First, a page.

Throughout the past several months, challenges and outright bans of books (most frequently books with LGBTQIA+ themes and/or books by BIPOC authors)  have swept the nation, beginning in pockets of unrest and spreading like disease. According to PEN America, nearly 140 school districts in 32 states across the US have issued more than 2,500 book bans during the 2021-2022 school year alone. It is clear to us at VCFA that a simple week or month of awareness isn’t enough to fight against the attack on intellectual freedom. VCFA alumnx, author, and librarian Tirzah Price, and faculty member Amy King, interviewed over Zoom, gave their thoughts on why these bans and challenges seem to be growing in frequency and intensity, discussed their personal experiences with bans and challenges, and offered recommendations for joining the fight against book banning. (Video/audio coming soon.)


Ceredwyn Bagley: Hello everyone, and thank you for joining me to discuss this increasingly pressing topic, not just in kidlit but all over the US: the recent spate of book bans and challenges. Let’s start with introductions.

Tirzah Price: I’m Tirzah, I’m the author of the Jane Austen Murder Mysteries, I’m a former bookseller, and I’m the director of a small library in Iowa.

Amy King: Hi, I’m Amy King. I write books for a living and I love my job. I have been a literacy teacher since 1997 and do all kinds of other stuff but mostly I’m in the business of lifting children up and not limiting them.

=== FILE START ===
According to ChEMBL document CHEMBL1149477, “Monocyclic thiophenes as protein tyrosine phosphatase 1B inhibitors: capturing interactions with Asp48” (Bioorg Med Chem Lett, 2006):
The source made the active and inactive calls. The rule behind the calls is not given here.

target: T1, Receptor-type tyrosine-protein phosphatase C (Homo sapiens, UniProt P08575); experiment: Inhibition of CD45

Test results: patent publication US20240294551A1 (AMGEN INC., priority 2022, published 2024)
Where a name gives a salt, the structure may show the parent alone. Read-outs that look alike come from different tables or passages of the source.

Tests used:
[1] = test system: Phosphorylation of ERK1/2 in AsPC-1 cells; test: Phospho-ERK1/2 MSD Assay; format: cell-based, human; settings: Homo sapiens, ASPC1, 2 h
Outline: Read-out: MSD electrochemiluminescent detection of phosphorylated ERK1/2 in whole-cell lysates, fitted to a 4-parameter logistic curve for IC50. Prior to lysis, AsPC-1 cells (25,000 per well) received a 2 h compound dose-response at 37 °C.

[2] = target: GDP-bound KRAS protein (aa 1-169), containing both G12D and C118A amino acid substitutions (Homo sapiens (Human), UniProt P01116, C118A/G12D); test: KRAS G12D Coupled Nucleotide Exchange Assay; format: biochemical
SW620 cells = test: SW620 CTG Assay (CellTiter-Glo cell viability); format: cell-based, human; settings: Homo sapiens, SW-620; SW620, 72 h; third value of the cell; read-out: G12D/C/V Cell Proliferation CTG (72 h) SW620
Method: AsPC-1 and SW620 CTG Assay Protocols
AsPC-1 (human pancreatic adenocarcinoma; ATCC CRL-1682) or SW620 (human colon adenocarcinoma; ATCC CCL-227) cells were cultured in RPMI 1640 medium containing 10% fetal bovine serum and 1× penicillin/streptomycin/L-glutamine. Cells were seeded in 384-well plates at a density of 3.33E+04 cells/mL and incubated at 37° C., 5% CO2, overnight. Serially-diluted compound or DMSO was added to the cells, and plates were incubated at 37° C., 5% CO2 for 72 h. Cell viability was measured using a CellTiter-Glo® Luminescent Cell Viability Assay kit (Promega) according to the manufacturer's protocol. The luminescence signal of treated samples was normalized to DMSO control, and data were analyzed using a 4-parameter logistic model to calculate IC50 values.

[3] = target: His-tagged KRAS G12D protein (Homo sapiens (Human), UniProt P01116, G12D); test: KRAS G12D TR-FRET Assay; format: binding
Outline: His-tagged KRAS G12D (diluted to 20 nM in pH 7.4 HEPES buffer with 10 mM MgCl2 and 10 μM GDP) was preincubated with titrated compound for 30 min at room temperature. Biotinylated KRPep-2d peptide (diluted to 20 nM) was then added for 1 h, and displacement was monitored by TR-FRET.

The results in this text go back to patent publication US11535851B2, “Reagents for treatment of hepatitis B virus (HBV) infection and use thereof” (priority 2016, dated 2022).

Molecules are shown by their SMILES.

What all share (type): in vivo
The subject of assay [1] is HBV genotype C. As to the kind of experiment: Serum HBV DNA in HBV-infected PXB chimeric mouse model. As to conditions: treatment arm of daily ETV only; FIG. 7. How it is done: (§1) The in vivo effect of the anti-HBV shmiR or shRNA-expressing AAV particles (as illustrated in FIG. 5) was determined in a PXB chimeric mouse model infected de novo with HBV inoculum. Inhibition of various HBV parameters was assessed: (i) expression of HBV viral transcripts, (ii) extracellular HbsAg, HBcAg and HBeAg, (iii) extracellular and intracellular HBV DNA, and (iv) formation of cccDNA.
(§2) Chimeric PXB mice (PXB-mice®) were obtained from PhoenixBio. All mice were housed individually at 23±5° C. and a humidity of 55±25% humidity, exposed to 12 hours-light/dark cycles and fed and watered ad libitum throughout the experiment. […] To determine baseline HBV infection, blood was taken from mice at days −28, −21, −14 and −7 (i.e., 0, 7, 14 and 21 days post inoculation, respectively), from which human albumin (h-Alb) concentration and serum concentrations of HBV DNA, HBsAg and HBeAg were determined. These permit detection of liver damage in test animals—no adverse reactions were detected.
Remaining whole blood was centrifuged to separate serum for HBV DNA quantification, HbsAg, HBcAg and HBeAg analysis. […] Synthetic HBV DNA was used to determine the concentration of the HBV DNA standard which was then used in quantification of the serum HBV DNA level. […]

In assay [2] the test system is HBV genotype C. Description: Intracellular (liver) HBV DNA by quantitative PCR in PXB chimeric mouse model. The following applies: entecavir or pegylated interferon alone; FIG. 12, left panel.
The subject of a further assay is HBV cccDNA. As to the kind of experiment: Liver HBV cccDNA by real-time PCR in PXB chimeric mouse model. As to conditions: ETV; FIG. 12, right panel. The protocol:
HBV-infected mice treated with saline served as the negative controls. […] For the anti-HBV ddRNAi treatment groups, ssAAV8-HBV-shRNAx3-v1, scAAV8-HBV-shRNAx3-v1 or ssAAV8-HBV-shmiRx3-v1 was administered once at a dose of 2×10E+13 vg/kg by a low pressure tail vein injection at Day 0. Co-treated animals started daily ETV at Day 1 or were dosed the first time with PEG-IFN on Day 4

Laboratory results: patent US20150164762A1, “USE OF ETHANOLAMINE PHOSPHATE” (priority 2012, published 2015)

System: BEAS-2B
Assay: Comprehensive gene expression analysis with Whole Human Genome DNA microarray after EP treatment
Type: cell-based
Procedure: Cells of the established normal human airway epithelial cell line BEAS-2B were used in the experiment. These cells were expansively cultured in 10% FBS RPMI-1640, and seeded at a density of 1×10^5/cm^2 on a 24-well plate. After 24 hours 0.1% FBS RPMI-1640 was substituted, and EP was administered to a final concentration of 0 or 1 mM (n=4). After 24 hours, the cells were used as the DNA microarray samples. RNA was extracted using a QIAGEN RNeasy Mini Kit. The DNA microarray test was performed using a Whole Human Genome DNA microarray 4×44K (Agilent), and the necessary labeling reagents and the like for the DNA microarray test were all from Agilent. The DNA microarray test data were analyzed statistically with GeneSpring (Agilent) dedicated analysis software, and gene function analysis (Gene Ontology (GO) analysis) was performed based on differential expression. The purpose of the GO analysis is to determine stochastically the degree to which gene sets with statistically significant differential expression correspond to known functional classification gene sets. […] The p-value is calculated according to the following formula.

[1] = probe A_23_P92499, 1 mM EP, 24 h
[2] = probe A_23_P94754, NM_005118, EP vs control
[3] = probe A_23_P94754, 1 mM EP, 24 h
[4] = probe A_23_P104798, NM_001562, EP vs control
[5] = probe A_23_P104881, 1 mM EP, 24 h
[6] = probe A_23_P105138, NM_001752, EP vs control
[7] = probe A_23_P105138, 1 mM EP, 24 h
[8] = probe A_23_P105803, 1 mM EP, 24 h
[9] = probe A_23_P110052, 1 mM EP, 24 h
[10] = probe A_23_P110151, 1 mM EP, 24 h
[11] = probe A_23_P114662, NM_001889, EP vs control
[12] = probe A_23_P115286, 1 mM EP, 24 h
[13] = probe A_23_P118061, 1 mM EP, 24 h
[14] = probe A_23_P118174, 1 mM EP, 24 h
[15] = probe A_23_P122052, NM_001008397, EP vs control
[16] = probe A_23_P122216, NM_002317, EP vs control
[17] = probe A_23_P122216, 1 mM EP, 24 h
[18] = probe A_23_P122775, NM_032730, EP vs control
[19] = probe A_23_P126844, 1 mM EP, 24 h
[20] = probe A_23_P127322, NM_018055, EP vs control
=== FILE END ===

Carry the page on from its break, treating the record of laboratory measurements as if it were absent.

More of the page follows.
It seems like we’re going to have a lot to talk about! So first, how have you seen the recent spate of book bans manifest in your area?

Tirzah: Iowa has recently been in the news. There have been libraries in Iowa that have literally shut down because there have been challenges. Not just challenges to the materials but also challenges to the staff and really horrible harassment campaigns against the staff who are queer, staff who support diversity of books, and what’s really insidious about these campaigns is that they happen on social media, they happen in the communities and not through official channels. So people quit, and I don’t blame them. If I were being harassed and doxed I wouldn’t want to go to work every day. So that has definitely been happening in my area. It’s very unsettling to see it happen in small towns that are an hour’s drive from me. You just don’t know if it’s going to hit you next.

Ceredwyn: What is the difference between a challenge and a ban?

Tirzah: A challenge is when someone comes to the library, says “I don’t think you should have this book,” and then there’s an official process for challenges. Every single library should have a democratic process by which challenges can be processed. A ban is a complete pull from the shelves after a challenge.

Amy: We’re finding here in my area that schools, who didn’t have a policy like libraries do, suddenly invent their own versions of the challenge process. So there are suddenly “panels” –and often it’s just a superintendent choosing one person as the head of the process after he’s already decided to ban the book—to address book challenges. We’ve seen special interest groups rallying against school libraries, basically just going for lists, lists of LGBTQIA books or books with diverse authors, without reading any of the books, and challenging all of them at once. So even instead of having “opt out” they’re trying to make everyone have to “opt in.” It’s political, it’s distracting, and it’s just sort of keeping people busy.